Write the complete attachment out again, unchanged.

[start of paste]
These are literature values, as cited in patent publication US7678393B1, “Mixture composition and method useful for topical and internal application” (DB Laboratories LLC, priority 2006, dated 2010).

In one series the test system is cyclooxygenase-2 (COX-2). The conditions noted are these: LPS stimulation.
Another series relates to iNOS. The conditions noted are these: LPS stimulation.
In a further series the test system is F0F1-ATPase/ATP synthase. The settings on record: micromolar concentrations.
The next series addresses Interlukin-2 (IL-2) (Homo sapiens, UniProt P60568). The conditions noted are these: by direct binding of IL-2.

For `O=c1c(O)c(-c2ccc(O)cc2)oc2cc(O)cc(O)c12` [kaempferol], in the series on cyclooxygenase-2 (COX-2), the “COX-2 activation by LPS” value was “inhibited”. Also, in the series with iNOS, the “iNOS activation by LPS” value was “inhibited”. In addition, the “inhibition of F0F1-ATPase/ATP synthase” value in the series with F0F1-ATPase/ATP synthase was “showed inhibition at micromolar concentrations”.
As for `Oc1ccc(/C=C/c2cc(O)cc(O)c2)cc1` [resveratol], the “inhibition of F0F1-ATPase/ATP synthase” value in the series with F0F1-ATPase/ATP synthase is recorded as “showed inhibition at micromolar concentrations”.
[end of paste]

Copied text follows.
These are literature values, as cited in patent publication US7678393B1, “Mixture composition and method useful for topical and internal application” (DB Laboratories LLC, priority 2006, dated 2010).

In one series the test system is cyclooxygenase-2 (COX-2). The conditions noted are these: LPS stimulation.
Another series relates to iNOS. The conditions noted are these: LPS stimulation.
In a further series the test system is F0F1-ATPase/ATP synthase. The settings on record: micromolar concentrations.
The next series addresses Interlukin-2 (IL-2) (Homo sapiens, UniProt P60568). The conditions noted are these: by direct binding of IL-2.

For `O=c1c(O)c(-c2ccc(O)cc2)oc2cc(O)cc(O)c12` [kaempferol], in the series on cyclooxygenase-2 (COX-2), the “COX-2 activation by LPS” value was “inhibited”. Also, in the series with iNOS, the “iNOS activation by LPS” value was “inhibited”. In addition, the “inhibition of F0F1-ATPase/ATP synthase” value in the series with F0F1-ATPase/ATP synthase was “showed inhibition at micromolar concentrations”.
As for `Oc1ccc(/C=C/c2cc(O)cc(O)c2)cc1` [resveratol], the “inhibition of F0F1-ATPase/ATP synthase” value in the series with F0F1-ATPase/ATP synthase is recorded as “showed inhibition at micromolar concentrations”.